Don't rely willpower!
There was a study made over twenty years ago by Brian Wankink on the sustainability of food packaging. During the study, he accidentally made a discovery.
They were giving moviegoers bags of popcorn to see if they ate more from large packets. They ran out of large packets so had to use much smaller one’s (110-calories). What they found was that people with four small bags at half as much as those with the large 440-calorie bags. The participants also said they would pay 20 percent more if snack companies sold them in smaller packets. So, Wansink had discovered that you could make more money by selling less food! Brian Wansink is a multiple author and has done over 1,200 studies on eating behaviours.
What is clear is that we are totally at the mercy of our environment.
What does this mean?
We don’t know as much as we thought we did about our eating habits. We make hundreds of decisions each day, all based on things in our environment and different cues. In another study by Wansink, they gave 2 out of 4 participants a bowl of soup that (unknown to them) was refilling automatically. These two participants ate over 70% more, yet did not say they felt fuller. The take home here is, we eat with our eyes and not how hungry your stomach feels!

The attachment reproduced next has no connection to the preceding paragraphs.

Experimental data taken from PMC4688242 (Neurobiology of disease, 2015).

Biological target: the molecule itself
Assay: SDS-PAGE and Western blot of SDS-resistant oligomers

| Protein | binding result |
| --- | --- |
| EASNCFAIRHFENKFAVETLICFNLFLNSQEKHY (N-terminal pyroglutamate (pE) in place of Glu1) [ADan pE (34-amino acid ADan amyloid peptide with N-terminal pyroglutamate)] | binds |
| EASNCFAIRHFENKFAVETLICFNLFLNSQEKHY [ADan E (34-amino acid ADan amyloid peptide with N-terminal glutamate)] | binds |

The visibility of foods and utensils has a heavy influence on how we eat. Studies show that the bigger your plate, the more you eat. If you can see a food nearby you are more likely to eat it thank if it’s 6-feet away or more (again another study shows this).
Where you eat, in which room, how you set the dinner table, what you can hear, TV on or off. All of these things will have influence on how you eat and your habits surrounding food.
When you start to look at these factors instead of relying on willpower, you can begin to setup your environment to work for you and thus create more consistent, healthier eating habits.
Author, Nick Lower
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